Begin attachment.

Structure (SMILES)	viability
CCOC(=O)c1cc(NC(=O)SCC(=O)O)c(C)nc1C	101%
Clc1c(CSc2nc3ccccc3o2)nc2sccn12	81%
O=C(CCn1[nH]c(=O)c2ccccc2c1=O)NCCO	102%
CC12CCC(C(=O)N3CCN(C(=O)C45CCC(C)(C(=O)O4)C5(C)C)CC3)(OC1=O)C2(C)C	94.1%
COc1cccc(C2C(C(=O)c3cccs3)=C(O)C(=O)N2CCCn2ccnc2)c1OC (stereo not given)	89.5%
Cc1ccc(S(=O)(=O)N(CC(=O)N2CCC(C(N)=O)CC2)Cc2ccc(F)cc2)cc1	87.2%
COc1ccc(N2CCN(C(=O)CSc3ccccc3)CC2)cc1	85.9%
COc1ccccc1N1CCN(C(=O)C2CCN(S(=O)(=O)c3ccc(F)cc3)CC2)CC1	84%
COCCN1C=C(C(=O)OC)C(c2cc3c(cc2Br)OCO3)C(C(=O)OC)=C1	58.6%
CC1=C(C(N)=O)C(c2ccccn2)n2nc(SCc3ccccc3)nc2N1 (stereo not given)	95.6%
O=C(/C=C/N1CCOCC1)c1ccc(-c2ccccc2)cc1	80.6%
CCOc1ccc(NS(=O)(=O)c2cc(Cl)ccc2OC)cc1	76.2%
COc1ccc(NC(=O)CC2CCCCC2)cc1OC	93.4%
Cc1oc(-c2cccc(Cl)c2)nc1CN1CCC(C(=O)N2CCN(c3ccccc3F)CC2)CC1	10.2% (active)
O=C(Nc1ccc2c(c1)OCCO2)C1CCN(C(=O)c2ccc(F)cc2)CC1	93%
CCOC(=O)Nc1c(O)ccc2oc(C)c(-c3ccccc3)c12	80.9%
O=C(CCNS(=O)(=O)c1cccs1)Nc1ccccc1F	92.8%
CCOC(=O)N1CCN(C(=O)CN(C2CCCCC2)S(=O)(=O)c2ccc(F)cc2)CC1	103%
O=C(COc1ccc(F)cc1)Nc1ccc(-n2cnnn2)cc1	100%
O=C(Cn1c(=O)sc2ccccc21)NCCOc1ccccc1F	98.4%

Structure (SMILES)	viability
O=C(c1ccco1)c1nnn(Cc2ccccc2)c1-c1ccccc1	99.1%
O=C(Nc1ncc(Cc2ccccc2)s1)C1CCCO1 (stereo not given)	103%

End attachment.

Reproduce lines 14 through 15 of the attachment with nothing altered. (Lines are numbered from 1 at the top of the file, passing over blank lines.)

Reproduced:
COc1ccc(NC(=O)CC2CCCCC2)cc1OC	93.4%
Cc1oc(-c2cccc(Cl)c2)nc1CN1CCC(C(=O)N2CCN(c3ccccc3F)CC2)CC1	10.2% (active)